By Chris Maricle, Certified Parent Educator
The world can be a scary place. Today’s children are exposed to scary news stories about natural disasters and global conflicts on TV and computer screens. As a parent or grandparent, you may be wondering how to respond. Some people try to ignore these events in hopes that their child may not be aware of them, and others explain everything in a way that traumatizes children. Obviously, there are better ways. Here are some suggestions.
Limit graphic images.
News channels often replay the same event over and over, but children may not realize that they’re watching replays, so they may conclude that tornadoes are happening in every town every day. Turn off the TV if a tragic event is shown repeatedly – and be sure your child doesn’t have his own TV or computer screen in his room! As a parent or grandparent, you need to be aware of what your child is seeing.
Explain what happened if your child asks. Use age-appropriate language without giving so much information that the child becomes more fearful. Changing the subject, ignoring the request, or saying, “You don’t need to know about that” can cause children to become more anxious.
Take children’s fears seriously.
“I can see that you’re worried about this. Let’s talk about it” is a better response than saying, “You shouldn’t be scared. Shake it off!” Encourage your child to talk to you about what she is thinking. Ask open-ended questions about the event she saw. What did she see? Ask how she felt when she saw that. Reassure your child that you are there for her, and that you will do everything you can to keep her safe.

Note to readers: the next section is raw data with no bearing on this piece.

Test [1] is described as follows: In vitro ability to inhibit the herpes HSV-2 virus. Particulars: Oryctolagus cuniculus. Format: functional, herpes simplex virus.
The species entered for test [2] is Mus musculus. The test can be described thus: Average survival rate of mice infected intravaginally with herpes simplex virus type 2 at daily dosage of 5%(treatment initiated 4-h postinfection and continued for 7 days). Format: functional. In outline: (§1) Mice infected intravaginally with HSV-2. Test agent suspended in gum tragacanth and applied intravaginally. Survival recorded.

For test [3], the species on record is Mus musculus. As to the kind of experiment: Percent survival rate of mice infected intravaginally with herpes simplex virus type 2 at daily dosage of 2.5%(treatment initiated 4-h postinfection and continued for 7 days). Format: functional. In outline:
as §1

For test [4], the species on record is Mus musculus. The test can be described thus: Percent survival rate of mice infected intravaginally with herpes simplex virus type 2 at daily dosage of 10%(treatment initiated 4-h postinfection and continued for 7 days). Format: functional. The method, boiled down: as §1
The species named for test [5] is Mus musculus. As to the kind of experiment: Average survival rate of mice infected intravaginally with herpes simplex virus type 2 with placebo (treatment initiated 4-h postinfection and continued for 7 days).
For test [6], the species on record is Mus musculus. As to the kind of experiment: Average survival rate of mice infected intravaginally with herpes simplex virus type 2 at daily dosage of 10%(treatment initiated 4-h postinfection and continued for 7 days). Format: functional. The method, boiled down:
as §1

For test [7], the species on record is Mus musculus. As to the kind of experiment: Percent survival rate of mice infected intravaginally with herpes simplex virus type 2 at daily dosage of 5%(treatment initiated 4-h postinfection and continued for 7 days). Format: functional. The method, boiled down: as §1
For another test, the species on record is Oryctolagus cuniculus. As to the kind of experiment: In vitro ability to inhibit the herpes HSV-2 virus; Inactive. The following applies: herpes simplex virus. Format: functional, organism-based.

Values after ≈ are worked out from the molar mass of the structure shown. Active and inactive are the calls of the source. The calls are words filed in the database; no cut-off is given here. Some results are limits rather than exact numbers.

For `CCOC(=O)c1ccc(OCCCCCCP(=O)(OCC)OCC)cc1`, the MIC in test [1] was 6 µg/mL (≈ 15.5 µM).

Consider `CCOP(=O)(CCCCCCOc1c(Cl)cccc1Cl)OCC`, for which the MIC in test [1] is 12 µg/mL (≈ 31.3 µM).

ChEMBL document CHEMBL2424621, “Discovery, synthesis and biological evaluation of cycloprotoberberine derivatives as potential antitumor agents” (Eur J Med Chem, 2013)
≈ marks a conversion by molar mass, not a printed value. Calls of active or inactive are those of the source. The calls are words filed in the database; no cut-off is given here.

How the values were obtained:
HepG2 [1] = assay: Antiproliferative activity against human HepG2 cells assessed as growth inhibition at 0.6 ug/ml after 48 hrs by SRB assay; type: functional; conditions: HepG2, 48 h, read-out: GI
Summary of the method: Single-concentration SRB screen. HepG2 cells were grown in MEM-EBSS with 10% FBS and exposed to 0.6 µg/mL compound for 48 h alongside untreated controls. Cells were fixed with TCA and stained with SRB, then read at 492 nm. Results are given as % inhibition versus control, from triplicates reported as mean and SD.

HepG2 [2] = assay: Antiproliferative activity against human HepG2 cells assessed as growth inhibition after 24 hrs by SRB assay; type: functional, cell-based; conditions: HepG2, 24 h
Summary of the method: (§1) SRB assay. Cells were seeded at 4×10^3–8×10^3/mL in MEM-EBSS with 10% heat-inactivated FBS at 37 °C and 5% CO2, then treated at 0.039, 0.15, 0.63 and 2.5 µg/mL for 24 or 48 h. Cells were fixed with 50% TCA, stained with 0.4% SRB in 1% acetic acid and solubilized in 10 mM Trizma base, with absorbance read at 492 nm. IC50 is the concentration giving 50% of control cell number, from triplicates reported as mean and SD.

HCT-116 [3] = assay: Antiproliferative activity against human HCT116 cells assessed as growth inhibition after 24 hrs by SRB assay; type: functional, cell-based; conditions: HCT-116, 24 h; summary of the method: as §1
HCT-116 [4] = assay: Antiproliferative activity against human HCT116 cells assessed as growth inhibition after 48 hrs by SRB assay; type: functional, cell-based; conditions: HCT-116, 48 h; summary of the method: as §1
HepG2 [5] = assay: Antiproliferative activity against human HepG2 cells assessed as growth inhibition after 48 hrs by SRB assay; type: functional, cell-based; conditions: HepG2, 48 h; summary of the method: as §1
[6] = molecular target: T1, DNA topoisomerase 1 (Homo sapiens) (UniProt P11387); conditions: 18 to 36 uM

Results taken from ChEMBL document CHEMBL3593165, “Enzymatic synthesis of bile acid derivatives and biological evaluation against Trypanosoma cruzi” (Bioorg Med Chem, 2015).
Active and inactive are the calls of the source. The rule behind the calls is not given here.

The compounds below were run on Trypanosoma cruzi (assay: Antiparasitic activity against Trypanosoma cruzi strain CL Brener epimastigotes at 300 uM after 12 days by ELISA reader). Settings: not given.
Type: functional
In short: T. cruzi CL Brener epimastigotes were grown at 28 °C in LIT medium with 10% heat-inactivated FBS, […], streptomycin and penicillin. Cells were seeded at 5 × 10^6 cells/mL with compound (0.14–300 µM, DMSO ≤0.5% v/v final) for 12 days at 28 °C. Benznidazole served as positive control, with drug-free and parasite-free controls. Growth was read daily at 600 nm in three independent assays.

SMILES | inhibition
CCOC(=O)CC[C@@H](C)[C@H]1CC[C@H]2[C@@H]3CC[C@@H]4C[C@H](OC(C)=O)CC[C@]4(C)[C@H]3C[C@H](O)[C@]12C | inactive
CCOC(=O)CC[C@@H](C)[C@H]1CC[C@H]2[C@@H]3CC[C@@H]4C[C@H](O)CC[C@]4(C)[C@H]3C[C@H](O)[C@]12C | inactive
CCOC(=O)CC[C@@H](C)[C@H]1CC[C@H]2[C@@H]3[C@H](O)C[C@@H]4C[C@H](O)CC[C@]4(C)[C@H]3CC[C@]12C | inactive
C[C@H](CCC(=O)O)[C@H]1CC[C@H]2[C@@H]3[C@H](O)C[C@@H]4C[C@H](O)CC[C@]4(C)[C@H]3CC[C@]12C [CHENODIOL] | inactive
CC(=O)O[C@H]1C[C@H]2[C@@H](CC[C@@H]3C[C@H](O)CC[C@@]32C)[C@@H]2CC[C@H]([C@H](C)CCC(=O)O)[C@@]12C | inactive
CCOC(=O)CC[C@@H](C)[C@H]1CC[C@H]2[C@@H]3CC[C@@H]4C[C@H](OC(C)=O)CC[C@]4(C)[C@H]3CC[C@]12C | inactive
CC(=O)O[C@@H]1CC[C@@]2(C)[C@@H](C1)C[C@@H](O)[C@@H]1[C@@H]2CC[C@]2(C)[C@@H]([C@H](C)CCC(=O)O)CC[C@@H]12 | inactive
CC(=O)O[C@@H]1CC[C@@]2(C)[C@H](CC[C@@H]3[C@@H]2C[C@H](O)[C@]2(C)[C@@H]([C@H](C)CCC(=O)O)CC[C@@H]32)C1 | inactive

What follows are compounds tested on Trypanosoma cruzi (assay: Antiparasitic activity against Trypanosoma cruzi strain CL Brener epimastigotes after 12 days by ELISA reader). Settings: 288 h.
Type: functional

Share prayer and Scripture messages that give comfort.
You can say, “When people in the Bible were upset or scared, they wrote about how God loves and cares for us. Let’s ask God to help you remember that He loves you and will care for you. And I will always love and care for you too.”
Here are some sample Scripture passages:
Psalm 23:1-3, Psalm 28:7, Romans 8:35-39, Isaiah 43:5a, 2 Corinthians 1:3-4
Sing “Jesus Loves Me” together and thank God for sending Jesus to be our friend and teacher.
Encourage comfort items.
It’s fine if your child wants to hug his favorite stuffed animal, suck his pacifier, or be rocked by you. Children who are comforted grow up to deal more effectively with their struggles than those whose parents make fun of those items or make them “off limits.”
Physical activity often helps overcome fears. Kids often play through their worries or fears as a way to cope. If your child is re-enacting the news, pretending to be a firefighter running into a burning building or using his toys to rescue people from a hurricane, encourage it. Some kids might like to draw pictures that depict helping people who have been hurt.
Be part of the solution.
In response to an event, ask your child if she would like to help. You may not be able to take her to the scene of the incident, but look for ways your family can contribute to a cause that helps others: donate money, pack an Operation Christmas Child shoebox, make get-well cards, take cookies to a neighbor, collect groceries to bring to church for Restore Hope, etc.